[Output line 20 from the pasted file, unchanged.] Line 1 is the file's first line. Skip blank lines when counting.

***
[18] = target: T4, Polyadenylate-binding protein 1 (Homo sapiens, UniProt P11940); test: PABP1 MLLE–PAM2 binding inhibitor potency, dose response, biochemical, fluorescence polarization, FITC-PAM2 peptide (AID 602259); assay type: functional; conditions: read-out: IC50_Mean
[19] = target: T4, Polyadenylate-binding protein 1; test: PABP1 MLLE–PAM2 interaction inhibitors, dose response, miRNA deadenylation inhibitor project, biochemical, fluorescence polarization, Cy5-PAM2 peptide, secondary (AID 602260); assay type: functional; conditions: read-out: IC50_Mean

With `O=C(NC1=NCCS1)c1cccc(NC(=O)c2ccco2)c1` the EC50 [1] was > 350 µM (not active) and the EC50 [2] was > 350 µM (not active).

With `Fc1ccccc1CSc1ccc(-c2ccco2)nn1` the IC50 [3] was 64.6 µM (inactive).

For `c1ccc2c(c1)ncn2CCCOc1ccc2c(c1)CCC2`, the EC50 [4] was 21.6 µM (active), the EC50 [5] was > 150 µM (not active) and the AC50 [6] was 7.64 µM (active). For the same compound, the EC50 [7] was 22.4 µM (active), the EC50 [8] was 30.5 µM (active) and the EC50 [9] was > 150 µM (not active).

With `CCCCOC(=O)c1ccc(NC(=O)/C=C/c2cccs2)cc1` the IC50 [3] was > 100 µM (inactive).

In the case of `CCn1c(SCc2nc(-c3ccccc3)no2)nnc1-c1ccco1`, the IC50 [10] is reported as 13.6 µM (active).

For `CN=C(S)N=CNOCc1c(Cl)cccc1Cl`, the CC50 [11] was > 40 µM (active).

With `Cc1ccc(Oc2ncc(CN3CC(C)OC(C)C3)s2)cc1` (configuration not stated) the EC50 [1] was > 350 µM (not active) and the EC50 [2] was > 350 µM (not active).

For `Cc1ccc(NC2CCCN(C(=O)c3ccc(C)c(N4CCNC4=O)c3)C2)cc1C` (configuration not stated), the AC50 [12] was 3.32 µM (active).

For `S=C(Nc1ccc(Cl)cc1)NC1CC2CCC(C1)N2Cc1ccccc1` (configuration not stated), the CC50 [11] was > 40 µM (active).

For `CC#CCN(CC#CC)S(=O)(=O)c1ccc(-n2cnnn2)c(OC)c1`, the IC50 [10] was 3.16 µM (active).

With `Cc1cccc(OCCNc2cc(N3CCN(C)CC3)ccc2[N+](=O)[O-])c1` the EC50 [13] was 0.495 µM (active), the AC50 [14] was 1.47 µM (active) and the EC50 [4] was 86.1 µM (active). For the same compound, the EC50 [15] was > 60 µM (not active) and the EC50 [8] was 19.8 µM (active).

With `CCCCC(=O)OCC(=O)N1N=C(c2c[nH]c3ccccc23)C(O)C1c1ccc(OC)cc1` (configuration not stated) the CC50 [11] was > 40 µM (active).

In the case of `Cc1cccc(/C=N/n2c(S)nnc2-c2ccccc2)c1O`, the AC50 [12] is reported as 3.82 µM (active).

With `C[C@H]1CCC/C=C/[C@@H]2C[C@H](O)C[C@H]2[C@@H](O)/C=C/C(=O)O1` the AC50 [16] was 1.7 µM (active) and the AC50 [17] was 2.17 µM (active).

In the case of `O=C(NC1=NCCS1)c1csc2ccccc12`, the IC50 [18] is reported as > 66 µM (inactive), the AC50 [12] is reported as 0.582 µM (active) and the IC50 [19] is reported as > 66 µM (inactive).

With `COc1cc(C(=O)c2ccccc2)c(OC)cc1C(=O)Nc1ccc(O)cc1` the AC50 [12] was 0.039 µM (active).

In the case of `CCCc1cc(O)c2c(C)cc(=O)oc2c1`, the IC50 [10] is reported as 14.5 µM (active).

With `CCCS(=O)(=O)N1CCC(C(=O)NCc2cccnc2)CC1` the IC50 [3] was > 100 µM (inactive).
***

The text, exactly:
With `CCCS(=O)(=O)N1CCC(C(=O)NCc2cccnc2)CC1` the IC50 [3] was > 100 µM (inactive).